I admit that I had been reluctant to get into the world of fermented meats. After all, it just seemed more hazardous. There is an increased risk of fermenting meat versus vegetables, due mainly to the variety of pathogenic organisms that feed on protein, and also to the lower acidity of most fermented meats versus veggies.
So I decided to begin with a simple fermented fish sauce. I certainly use fish sauce quite often in cooking and when making dishes like kimchi, so I thought, “what kind of Fermenter would I be if I used store-bought fermented sauce?!” I based my first attempt on the simple and short-time recipe in Sally Fallon’s Nourishing Traditions cookbook (yes, I am one of those kooky WAPF‘ers). Then upon further experimentation, I gradually began making a more traditional Thai or Vietnamese style sauce (fermenting up to a year).
You can use a variety of fresh, whole fish, but due to water pollution, it’s best stick with small marine (oceanic) fish species that are less than 1 foot long. Sardines, anchovies, and mackerel all work well. These “forage fish” species are eaten by larger fish species. They grow quickly, are abundant and are considered very sustainable. They feed on plankton and don’t live very long (so they don’t have a chance to collect toxins like longer-lived fish).
At a minimum, let it ferment one month. I recently made a batch of mackerel sauce that fermented a total of 3 months– two months at room temp, and one month in the fridge.
14 thoughts on “Homemade Fish Sauce”
What is the percentage of salt used?
I usually use 8 to 12% the weight of the fish in salt.
Could you minnow Seine a creek and use those small freshwater fish to make fish paste
As long as the waters and watershed in which you are fishing is clean (if you would otherwise eat those fish yourself), then it should be fine to use them to make fish sauce. Be careful, though. Very few fresh water sources are that clean any more!
There’s no fish makt here. I don’t suppose I can use frozen fish?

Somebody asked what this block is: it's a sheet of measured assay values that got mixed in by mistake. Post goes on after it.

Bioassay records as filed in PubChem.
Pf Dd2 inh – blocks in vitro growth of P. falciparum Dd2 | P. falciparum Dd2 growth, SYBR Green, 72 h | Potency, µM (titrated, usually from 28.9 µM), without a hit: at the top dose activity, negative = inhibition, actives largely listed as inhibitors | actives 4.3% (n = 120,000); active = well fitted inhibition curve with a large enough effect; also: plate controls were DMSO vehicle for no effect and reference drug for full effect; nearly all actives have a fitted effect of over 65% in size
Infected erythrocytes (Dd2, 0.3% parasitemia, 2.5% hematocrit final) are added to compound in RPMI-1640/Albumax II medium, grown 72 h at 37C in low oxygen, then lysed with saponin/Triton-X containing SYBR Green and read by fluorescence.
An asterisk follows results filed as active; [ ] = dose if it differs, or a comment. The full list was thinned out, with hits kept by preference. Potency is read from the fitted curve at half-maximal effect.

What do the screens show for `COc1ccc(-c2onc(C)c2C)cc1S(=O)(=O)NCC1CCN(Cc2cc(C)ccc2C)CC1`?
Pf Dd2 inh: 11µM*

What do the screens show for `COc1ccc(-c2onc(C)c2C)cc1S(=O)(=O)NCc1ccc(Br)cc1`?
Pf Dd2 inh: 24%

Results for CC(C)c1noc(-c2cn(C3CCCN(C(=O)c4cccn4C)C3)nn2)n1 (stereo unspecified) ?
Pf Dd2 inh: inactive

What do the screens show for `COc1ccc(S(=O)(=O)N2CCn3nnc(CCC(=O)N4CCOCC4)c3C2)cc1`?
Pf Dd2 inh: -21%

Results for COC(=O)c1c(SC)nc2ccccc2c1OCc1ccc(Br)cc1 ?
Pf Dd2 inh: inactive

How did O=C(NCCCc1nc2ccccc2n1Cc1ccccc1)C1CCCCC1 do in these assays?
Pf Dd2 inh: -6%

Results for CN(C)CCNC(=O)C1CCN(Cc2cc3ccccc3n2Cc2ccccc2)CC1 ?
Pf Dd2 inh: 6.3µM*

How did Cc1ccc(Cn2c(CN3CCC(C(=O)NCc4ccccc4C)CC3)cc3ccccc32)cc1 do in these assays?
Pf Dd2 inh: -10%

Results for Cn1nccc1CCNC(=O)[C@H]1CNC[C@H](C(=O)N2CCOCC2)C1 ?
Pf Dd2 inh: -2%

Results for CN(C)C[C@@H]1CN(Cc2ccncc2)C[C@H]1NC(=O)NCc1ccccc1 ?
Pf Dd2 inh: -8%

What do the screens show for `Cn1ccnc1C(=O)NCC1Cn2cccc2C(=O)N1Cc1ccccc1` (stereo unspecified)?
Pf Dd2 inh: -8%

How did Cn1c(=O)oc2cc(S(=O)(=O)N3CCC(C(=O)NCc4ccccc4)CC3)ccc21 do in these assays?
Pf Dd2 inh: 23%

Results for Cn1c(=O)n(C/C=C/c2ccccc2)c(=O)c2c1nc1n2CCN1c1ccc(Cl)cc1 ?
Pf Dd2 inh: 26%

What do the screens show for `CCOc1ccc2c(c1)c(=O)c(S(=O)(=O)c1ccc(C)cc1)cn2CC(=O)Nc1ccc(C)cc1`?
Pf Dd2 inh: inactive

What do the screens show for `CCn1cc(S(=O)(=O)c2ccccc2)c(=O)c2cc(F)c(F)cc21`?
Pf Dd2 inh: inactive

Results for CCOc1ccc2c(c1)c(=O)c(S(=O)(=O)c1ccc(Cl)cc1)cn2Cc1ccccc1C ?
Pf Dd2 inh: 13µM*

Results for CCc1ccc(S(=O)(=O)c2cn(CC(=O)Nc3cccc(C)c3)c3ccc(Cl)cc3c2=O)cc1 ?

as long as it is relatively fresh and you use the whole fish (not fileted or gutted), it should still work.
Didn’t this used to have an actual recipe with the spices? I’ve made it a couple times over the last couple years and I came back but I don’t see the exact recipe written out. Just the chart with the amounts of salt for different fermentation times.
There’s not really a recipe. It’s just salt and fish! Just measure the right fish to salt ratio. You can add bay leaf, lemon zest, peppercorns too but they’re not necessary.
just curious, what brands of store bought Vietnamese fish sauce are your standards for taste? Any reason you are adding spices at the beginning rather than making a “raw” fish sauce with just salt, fish, water and flavoring after the fermentation?
We like Red Boat 40N brand fish sauce (available at Trader Joe’s in the US). No particular reason for those spices; it would probably be just fine with only fish and salt!
For a thorough review of commercial fish sauce brands check out this review:
what kind of spices you use..? i interested with the Spice Mix.
Good question! I used bay (laurel) leaves, lemon zest, a few garlic cloves, and mixed peppercorns.
Thanks..!! I saw the picture with the spices , I’m unsure the yellow grated thing are Grated Ginger or Lemon Zest. Thank You..!!
Pingback: Turkey Lettuce Cups | GourmetoZ